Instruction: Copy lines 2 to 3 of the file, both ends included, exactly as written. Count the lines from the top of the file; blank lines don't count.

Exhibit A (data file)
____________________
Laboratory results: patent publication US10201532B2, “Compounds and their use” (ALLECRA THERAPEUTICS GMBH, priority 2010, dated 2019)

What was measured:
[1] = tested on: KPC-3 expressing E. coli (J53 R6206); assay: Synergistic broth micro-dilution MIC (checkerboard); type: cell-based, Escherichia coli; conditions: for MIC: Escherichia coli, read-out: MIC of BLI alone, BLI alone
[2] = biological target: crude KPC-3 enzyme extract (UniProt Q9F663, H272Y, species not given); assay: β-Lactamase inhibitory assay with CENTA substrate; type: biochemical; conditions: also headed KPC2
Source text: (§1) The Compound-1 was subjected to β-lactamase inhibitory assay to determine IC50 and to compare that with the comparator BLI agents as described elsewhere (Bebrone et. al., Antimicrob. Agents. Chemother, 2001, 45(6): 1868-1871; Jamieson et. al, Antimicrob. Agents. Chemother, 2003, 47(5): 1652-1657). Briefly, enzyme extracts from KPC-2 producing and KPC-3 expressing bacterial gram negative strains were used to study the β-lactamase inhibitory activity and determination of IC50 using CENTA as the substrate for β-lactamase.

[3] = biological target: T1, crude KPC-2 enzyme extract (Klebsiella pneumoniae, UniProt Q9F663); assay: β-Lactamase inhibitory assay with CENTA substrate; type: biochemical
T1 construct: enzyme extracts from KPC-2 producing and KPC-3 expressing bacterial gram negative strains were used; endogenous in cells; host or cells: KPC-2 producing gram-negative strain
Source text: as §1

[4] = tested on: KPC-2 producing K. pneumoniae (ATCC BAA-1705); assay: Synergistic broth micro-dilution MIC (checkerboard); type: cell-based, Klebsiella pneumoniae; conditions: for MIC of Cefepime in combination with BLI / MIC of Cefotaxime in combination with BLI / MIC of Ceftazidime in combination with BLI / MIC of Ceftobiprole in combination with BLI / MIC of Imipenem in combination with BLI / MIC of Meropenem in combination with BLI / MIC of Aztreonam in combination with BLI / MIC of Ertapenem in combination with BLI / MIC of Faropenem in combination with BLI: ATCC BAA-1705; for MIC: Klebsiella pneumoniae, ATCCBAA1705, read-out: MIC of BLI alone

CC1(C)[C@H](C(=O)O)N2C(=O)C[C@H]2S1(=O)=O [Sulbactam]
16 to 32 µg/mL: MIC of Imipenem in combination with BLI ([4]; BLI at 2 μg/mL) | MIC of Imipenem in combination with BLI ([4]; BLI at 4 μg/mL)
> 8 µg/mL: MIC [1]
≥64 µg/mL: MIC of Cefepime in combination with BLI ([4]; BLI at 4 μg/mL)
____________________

What was measured:
[1] = tested on: KPC-3 expressing E. coli (J53 R6206); assay: Synergistic broth micro-dilution MIC (checkerboard); type: cell-based, Escherichia coli; conditions: for MIC: Escherichia coli, read-out: MIC of BLI alone, BLI alone